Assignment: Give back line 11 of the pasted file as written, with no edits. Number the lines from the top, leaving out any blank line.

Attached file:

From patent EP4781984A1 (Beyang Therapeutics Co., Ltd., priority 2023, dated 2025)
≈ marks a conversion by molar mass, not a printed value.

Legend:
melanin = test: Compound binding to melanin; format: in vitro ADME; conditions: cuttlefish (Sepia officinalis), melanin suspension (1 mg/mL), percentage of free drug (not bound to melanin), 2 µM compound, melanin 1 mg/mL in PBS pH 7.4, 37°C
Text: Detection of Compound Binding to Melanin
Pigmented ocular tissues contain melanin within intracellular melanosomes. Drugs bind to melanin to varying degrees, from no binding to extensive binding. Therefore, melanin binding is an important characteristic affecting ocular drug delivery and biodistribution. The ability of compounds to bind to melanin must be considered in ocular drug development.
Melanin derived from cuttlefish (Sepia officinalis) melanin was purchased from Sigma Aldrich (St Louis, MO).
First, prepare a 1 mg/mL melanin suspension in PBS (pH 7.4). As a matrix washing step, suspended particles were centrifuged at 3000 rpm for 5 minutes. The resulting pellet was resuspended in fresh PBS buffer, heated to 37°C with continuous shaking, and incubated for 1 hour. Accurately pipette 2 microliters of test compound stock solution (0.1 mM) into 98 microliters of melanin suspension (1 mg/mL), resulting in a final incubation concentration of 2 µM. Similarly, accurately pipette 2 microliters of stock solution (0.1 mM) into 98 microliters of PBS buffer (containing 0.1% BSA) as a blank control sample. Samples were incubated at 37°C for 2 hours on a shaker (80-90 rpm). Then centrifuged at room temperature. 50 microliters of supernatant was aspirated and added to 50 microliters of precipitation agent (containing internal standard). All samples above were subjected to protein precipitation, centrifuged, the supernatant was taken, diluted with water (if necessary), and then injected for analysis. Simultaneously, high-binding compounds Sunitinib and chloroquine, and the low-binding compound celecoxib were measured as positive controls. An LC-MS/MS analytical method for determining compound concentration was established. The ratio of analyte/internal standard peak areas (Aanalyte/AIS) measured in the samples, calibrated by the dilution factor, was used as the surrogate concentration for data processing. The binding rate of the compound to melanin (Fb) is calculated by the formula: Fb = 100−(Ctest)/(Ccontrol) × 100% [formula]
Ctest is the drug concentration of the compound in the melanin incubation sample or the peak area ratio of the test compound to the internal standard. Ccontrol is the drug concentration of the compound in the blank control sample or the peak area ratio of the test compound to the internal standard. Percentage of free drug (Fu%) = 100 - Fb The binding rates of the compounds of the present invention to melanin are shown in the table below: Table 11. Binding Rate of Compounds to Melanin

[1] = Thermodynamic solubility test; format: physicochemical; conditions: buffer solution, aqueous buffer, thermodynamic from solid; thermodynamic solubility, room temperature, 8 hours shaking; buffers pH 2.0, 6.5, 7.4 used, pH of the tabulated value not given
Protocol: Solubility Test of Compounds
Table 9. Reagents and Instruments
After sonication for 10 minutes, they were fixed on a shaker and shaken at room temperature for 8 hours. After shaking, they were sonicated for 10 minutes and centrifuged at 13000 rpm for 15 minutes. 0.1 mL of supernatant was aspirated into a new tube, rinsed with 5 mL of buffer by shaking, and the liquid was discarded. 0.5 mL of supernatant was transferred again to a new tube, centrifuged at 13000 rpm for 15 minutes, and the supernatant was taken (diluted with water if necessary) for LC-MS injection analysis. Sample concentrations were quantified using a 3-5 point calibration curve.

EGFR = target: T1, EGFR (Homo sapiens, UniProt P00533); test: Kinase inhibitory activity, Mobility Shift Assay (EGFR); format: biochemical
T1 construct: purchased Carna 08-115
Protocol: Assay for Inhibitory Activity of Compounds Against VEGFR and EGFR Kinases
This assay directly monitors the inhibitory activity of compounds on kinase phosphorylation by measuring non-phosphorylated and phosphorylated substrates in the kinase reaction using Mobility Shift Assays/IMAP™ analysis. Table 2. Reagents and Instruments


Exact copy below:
Protocol: Solubility Test of Compounds